I think I should have spent a lot more time refining the script. Looking back at it, I definitely could have re-wrote it in a way that could have conveyed the message better. My suggestion is to write the script, let it simmer, revisit it, and repeat until you feel like it is ready.
Especially if it is a passion project, you should give it the time it deserves
The biggest mistake was going into a genre without knowing the genre. Like I mentioned, I come from the entertainment industry. I make videos for the mass public. I rarely watch indie films (mostly because I believe they are very dull).
However, making a video in this genre, I should have sat down and watch as many short films on depression as possible to understand what makes an indie film good. Instead, I just shot what I wanted – which is not great.
My Second Mistake – Shooting an indie film on a budget
I made a decision to spend just RM 12,000 on the short film. For me, that would have been sufficient. I received a lot of free stuff – the equipment, lights and all the locations were free. But for me, with the outcome, I think I would have spent the money differently.
I would have lessen the amount of crew
I think there were way too many people on set. Instead of feeling like a run and gun indie, it felt more like a b-grade film. I would have liked to have less people on the set, which means less mouths to feed and less money spend on people. I would have become my own assistant director. Adrian, someone who was willing to do this for a cheaper rate, was honestly not very good at it. He was too relaxed and wasn’t pushy enough. This led to shots being cut out.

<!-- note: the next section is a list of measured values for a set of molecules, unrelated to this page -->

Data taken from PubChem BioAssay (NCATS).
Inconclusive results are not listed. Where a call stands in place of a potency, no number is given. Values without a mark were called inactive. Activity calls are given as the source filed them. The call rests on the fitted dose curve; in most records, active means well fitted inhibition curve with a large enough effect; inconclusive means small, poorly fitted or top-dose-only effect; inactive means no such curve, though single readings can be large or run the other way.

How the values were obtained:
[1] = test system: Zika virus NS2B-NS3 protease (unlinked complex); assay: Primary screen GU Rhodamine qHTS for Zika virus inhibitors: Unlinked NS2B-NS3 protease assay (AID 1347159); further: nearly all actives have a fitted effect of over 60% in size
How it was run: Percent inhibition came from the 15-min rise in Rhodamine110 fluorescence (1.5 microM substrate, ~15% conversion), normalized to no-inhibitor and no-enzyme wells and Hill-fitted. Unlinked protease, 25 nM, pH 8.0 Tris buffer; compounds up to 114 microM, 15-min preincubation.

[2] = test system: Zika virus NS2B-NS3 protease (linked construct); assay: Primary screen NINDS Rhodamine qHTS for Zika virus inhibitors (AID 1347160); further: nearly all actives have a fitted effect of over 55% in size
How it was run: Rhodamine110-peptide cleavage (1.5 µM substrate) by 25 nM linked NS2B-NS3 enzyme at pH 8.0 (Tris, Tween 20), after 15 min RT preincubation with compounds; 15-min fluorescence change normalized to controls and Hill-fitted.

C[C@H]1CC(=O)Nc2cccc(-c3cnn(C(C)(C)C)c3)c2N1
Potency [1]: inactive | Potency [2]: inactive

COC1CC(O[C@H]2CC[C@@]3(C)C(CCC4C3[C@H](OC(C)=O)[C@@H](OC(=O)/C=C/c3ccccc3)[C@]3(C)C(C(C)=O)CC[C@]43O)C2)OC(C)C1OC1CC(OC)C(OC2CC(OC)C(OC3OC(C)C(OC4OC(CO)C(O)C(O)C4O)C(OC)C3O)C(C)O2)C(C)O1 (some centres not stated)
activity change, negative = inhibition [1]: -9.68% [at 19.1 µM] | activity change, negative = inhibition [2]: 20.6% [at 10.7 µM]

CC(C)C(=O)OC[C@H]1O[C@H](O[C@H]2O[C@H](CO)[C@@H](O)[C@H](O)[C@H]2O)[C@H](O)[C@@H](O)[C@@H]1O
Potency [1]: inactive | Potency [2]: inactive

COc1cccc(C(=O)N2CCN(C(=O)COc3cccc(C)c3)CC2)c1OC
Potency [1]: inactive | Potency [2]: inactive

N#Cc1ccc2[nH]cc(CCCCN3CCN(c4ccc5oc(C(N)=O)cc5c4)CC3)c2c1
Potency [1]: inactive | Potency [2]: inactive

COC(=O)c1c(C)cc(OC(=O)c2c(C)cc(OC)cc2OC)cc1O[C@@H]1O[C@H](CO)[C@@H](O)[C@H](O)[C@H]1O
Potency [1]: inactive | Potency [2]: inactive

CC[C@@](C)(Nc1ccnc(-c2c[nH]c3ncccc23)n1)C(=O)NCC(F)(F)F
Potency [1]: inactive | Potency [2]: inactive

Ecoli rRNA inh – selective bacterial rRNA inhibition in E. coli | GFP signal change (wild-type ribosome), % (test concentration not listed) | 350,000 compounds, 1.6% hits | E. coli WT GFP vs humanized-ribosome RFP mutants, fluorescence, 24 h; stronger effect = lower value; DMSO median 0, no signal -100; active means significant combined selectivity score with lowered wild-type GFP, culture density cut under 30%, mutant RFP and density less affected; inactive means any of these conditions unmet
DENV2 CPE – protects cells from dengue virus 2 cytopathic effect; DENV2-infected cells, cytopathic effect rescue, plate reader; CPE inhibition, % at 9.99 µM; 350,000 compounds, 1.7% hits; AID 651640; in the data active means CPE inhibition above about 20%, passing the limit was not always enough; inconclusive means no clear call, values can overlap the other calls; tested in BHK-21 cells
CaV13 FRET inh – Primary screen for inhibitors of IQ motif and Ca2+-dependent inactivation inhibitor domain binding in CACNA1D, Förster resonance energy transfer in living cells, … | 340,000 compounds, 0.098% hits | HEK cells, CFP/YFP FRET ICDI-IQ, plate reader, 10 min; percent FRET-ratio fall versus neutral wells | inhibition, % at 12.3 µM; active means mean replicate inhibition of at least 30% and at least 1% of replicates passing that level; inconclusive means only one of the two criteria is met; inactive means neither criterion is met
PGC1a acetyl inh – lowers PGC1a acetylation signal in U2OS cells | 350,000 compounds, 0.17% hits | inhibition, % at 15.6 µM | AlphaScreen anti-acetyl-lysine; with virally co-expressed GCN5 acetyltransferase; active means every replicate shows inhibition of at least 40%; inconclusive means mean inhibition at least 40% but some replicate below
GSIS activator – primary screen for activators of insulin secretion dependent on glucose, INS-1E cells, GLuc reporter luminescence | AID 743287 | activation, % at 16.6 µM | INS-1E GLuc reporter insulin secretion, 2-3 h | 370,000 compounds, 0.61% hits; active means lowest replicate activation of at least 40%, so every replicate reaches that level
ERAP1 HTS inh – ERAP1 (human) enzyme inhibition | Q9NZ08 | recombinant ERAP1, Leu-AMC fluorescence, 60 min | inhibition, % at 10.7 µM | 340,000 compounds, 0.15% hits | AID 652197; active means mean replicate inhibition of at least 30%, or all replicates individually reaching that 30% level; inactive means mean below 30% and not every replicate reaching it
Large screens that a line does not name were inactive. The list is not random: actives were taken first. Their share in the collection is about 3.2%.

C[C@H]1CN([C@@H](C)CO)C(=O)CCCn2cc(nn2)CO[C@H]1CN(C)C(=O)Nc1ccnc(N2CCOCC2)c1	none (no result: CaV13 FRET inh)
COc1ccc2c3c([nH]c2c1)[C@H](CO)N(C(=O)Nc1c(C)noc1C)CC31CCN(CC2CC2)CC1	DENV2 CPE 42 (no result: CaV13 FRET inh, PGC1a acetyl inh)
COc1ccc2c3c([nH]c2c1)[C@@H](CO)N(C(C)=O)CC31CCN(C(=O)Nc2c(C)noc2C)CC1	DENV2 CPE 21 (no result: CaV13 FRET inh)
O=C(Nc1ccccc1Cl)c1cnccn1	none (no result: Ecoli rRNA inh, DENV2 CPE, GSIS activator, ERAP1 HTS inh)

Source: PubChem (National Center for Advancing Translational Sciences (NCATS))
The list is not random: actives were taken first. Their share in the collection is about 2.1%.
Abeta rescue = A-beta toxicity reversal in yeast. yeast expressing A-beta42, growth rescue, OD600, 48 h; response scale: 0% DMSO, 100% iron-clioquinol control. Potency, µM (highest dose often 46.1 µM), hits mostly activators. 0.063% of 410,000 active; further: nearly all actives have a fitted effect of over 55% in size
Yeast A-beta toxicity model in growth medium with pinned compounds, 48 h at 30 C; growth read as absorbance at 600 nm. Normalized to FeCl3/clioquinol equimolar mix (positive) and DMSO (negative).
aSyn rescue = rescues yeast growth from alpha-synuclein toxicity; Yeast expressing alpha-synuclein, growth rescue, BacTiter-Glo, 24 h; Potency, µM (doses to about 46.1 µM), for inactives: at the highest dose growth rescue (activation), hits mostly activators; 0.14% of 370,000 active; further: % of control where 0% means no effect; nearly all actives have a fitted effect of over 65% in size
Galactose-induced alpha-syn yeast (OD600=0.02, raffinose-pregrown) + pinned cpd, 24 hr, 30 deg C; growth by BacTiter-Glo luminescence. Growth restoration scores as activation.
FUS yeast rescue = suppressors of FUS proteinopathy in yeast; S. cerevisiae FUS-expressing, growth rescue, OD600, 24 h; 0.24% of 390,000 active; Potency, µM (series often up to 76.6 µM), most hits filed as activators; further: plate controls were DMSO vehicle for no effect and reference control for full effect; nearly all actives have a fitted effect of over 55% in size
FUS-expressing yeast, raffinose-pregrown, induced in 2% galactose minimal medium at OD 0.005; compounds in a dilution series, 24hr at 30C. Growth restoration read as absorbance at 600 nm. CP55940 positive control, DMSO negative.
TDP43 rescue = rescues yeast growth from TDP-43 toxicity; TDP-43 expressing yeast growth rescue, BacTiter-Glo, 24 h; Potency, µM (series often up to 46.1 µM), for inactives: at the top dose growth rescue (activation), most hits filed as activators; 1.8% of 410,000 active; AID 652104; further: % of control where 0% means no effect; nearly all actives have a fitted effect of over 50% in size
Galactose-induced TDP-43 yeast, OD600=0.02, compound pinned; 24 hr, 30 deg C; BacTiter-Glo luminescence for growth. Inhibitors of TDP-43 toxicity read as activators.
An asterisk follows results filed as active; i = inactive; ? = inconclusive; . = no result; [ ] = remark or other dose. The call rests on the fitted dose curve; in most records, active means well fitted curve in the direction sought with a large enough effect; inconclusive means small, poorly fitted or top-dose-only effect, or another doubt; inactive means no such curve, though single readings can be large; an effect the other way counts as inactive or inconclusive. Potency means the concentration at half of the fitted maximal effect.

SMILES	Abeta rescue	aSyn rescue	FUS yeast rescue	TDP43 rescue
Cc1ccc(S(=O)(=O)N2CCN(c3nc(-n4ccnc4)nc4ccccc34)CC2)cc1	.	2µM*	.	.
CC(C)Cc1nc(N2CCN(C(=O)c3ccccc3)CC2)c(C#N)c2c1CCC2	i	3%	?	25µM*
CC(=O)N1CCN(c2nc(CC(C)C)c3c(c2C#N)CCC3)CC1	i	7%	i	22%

Side note – this is also why I hate asking for favours. When you ask for a favour, people believe that they can do things half-heartedly because ‘I’m not charging my full rate. If you want me to be a pro, then pay me!’ Next time – no favours.
I would have changed the rig used
Sam, the director of photography, used a Blackmagic Mini Ursa, which has amazing quality. He also provided some great cine lenses. In retrospect, however, it is not the image I was looking for. After a couple of years of learning more about cameras and lenses, I would have gone for a smaller camera, to lighten and quicken setup, and use vintage lenses to give it a grittier feel.